Re:So let me get this straight.. (1)

Obfuscant (592200) | more than 2 years ago | (#38579018)

Property ownership does not include the right to control what happens to that property. Is that what I am hearing this judge say?

We can't answer that. Only you can tell us what you "hear".

Can you elaborate on your first statment for us? In what way does attaching a GPS unit to a stationary vehicle parked on a public street control the property to which the tracker is attached? How does the existance of that tracker change in any way the use of the device to which it is attached (without the owner's knowledge?)

New business model! (4, Funny)

Anonymous Psychopath (18031) | more than 2 years ago | (#38578686)

1) Court rules it legal to install GPS trackers on cars you don't own, as long as they're publicly accessible.
2) Install 3G-connected GPS trackers on any unattended police cruisers.
3) Incorporate current live location of police vehicles into iPhone/Android app.
4) Profit!

Re:New business model! (1)

OhHellWithIt (756826) | more than 2 years ago | (#38578920)

You forgot:

. . .

Re:New business model! (2)

NatasRevol (731260) | more than 2 years ago | (#38578952)

Speaking as someone who had 4 speeding tickets last year, I'd pay for that.

easier way (0)

Anonymous Coward | more than 2 years ago | (#38578752)

Without reading anything:
Couldn't the employee used a different car to go to work?
Could they not have gone or called the office to see if "Phil" was in? Called a supervisor?
Asked for their calendar and make surprise visits?

Wouldn't any of these have been cheaper and more efficient then a GPS system?

Fundamental Misunderstanding of the Law (5, Informative)

sampson7 (536545) | more than 2 years ago | (#38578780)

The summary of this article is just wrong. The Supreme Court has not said that the issue is unclear - it has merely agreed to hear a case about whether a specific decision made by the U.S. Circuit Court for the District of Columbia conflicts with existing Supreme Court precedent.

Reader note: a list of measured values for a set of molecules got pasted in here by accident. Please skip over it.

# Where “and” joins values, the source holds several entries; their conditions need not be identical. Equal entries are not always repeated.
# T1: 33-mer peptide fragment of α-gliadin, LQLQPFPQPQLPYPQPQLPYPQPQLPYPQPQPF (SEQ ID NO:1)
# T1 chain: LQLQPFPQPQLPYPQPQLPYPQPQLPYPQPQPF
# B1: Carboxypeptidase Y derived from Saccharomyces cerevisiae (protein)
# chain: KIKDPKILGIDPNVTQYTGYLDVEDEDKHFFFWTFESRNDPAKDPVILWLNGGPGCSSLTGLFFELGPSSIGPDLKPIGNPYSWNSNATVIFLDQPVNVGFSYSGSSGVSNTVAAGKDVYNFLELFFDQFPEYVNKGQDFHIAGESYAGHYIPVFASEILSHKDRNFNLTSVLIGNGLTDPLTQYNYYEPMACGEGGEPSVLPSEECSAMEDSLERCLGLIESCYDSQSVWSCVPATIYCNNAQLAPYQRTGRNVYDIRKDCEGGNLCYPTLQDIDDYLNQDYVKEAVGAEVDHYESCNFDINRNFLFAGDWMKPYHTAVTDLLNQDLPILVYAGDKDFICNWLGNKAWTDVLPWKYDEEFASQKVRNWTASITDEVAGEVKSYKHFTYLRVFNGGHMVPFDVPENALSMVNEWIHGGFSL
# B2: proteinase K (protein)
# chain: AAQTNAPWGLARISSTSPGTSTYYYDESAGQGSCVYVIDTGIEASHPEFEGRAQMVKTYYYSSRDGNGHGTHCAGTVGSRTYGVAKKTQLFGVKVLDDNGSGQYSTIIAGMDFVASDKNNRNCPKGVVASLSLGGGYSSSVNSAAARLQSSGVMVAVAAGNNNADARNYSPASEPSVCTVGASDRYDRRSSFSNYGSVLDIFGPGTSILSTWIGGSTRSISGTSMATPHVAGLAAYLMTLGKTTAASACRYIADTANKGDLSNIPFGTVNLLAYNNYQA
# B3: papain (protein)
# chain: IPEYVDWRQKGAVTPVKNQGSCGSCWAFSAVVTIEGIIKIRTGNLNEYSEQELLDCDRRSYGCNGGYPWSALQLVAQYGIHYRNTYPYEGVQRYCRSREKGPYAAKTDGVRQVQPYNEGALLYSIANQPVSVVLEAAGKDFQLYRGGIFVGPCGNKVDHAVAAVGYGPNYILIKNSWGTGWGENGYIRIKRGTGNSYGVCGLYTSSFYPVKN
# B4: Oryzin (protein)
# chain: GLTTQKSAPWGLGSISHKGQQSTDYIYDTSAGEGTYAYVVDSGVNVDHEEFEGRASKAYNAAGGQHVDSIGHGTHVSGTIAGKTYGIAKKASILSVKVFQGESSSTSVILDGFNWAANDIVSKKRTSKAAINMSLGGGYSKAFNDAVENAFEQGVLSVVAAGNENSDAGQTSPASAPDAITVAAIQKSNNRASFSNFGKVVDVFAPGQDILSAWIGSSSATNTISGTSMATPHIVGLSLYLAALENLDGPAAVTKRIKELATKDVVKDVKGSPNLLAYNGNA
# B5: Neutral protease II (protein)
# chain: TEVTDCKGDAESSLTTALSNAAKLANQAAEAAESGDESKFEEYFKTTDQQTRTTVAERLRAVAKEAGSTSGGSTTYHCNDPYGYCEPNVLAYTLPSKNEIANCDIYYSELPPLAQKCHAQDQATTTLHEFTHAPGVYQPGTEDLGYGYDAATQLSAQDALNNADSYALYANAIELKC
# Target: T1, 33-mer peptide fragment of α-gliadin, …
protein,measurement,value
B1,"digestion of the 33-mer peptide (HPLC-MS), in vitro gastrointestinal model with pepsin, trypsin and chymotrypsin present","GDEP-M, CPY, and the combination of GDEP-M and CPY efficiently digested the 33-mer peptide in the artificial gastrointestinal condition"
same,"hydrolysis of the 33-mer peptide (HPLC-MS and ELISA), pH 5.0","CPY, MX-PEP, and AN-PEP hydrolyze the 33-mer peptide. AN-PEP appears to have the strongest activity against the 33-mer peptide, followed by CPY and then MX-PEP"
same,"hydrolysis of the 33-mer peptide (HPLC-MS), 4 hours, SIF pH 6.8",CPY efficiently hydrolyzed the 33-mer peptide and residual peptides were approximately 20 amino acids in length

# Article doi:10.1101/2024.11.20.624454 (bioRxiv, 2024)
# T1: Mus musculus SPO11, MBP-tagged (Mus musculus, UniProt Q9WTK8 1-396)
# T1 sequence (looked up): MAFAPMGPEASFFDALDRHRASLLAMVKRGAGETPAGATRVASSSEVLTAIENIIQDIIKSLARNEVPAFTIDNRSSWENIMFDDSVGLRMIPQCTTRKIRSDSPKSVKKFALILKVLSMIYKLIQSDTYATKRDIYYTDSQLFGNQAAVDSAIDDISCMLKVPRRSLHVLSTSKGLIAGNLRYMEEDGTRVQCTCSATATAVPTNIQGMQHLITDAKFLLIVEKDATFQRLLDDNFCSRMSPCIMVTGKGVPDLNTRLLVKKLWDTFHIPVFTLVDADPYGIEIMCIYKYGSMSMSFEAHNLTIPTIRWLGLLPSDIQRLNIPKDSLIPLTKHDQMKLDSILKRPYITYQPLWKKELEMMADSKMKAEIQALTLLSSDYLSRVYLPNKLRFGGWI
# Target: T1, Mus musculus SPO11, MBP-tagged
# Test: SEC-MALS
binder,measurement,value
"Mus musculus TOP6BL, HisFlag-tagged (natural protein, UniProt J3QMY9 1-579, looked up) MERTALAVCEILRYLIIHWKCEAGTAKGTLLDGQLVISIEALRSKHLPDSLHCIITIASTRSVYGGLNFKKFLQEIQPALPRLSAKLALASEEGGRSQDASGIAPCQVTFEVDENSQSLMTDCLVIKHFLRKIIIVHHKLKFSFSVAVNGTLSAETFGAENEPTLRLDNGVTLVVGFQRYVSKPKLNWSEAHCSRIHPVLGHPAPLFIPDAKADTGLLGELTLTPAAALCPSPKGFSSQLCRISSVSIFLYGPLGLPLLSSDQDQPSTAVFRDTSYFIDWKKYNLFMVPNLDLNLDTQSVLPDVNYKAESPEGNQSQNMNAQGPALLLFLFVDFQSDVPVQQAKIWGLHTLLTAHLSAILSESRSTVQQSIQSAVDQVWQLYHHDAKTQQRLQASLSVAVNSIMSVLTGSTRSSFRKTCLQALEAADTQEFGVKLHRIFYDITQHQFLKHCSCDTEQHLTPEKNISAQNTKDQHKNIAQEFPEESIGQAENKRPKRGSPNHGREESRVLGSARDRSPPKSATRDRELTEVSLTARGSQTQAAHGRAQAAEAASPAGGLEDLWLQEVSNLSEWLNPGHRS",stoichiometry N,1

To the extent that you can infer anything from the Supreme Court's grant of certiorari, it is equally likely to conclude that they took the case in order to slap down the D.C. Circuit's novel approach to the 4th Amendment.

The existing precedent, by the way, is that we have no reasonable expectation of privacy in our cars. As a result, it is not an "unreasonable" search or seizure to attach beepers or other devices to our cars in order to monitor our movements.

In fact, the judge in this case does an excellent job summarizing and applying the relevant case law. He points to a case from the 7th Circuit Court of Appeals (which is the relevant circuit for St. Louis) clearly stating that putting a tracker on a car and then later retreiving it is not a constitutionally prohibited search or seizure.

Agree or disagree on whether we have a reasonable expectation of privacy in our cars - the judge in this case acted properly. It would have violated another constitutional right - the one to a speedy trial - if he had simply delayed the issuance of his opinion until after the Supreme Court issues its (entirely discretionary) opinion.

What a silly article.

Re:Fundamental Misunderstanding of the Law (1)

rahvin112 (446269) | more than 2 years ago | (#38579184)

I'd wager they agreed to hear the case not because they think the Columbia district ruling disagrees with the constitution, but more likely because there is a disagreement between the district courts. Several have ruled it's ok, and a couple have ruled it's not. Currently it's legal in some districts and illegal in others, that makes an issue ripe for review by the Supreme court to level the playing field.

Personally I think it should be illegal or that you should own it if you find it attached to your car. We can't have a bullshit world where it's legal for them to attach it, and illegal for you to remove it and throw it away.